Picture this. You work in an open-plan office, but you simply don’t get along with the person in the desk alongside yours. Or someone in the office insists on wearing perfume that gives you a headache. Once you leave that office environment and go home, it’s fine, but the tension starts up again the next day when you are back at work.
Now consider this same scenario with regard to your pets. If you have dogs and decide to bring a cat home, you can’t simply plonk the cat down and let the pets work it out. They could be fearful of one another and even show signs of overt aggression. And there’s no escape like in the office scenario!
It takes forethought to introduce a cat to a doggie-dominated household. Follow a strict game plan to ensure that pets will accept one another and, ideally, become firm friends.
Understanding Your Dogs
You may adore cats but your dogs may have other ideas about feline intrusion. It’s important to understand the characteristics and innate traits of your dog(s). Some dogs have a strong prey drive. It may be impossible to introduce a cat to the household if your dog is already an adult and set in her ways. Be realistic.
Has your dog ever seen a cat before? How does she react?
If in doubt, don’t adopt a cat. This avoids having to rehome a cat or take her back to the shelter.
If you are confident enough to proceed, never choose a new family member simply because you think he or she looks cute. All animals have the irresistible cute-factor! Personality traits that gel between species are the key to success.
This means doing homework and being knowledgeable about and accepting of your pooch. Mixed breeds can be a challenge, especially when your lovable mutt has a diverse parentage! Having your dog’s DNA analyzed via a home test kit may be beneficial in understanding the breed traits that contribute to her personality. It’s also worth having a discussion with your veterinarian, who knows and understands your dog and may be able to give some insight into how your dog may react.
Apart from personality traits, take into account your dog’s age. Here again, a veterinarian can offer sound advice as to whether to adopt a kitten or an adult cat.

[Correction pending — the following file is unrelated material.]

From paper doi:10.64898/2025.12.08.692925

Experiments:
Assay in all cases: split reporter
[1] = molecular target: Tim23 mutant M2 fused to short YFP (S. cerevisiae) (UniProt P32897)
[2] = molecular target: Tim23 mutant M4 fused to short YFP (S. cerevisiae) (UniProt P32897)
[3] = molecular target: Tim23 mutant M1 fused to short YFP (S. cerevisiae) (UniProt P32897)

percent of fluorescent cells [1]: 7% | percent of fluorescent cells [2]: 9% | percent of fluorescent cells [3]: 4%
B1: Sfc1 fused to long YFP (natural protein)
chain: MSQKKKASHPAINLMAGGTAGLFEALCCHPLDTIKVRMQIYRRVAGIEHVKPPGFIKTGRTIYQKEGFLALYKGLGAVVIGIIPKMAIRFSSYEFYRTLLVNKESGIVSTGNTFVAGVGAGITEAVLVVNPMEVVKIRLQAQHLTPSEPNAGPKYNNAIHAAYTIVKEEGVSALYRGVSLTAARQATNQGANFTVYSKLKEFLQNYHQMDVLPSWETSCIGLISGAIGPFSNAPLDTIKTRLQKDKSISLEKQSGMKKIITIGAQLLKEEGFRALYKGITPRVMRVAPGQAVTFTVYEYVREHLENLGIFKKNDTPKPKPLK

Similarly, bringing the right cat into the mix is important. Do your feline homework.
For example, orange tabbies, tortoiseshell-patterned felines, and calicos are known for their “big personalities.” They may be more willing to stand up for themselves or challenge your dog. Those traits may or may not be the best fit with your canine family, depending on whether they are outgoing or sensitive or timid.
If possible, adopt a cat who has previously lived in a multipet household or was previously fostered in a household with dogs. Learn as much as you can about the cat’s personality. Don’t be shy about asking the shelter or foster family for any available background information. Some cats are surprisingly mellow and laid back.
Getting to Know You
Introductions are crucial. Behavior experts suggest that new pet housemates meet by smell first.
Sequester your new cat in one room. Rub her and the incumbent dog(s) with socks and then swap them out to set up an olfactory introduction to one another.
Then confine the dog with a puzzle feeder to distract her and let the cat explore the dog’s territory. After that, confine the cat with a fun toy and let the dog sniff around where she’s been.
Closely supervise face-to-face meetings. Have the dog on leash so you can gently redirect her if needed. Never leave your menagerie alone until you are sure they are comfortable with one another. The cat should have an escape route that allows her to go up (a cat tree, for instance), under, or inside an object where she can be safe and that will offer privacy from the dogs.
Other Useful Tips
Brush all pets in the household with the same brush to mingle their scents.
Use pheromone plug-ins that replicate both cat and dog pheromones. Place them around the home to ease any anxiety and fearfulness.
If you have concerns, ask a Fear Free veterinarian or a qualified animal behaviorist for advice.
Be patient. It can take a week to several months for relationships to develop, but when you see them all getting along and even playing together, it is well worth it!
This article was reviewed/edited by board-certified veterinary behaviorist Dr. Kenneth Martin and/or veterinary technician specialist in behavior Debbie Martin, LVT.
Published June 3, 2019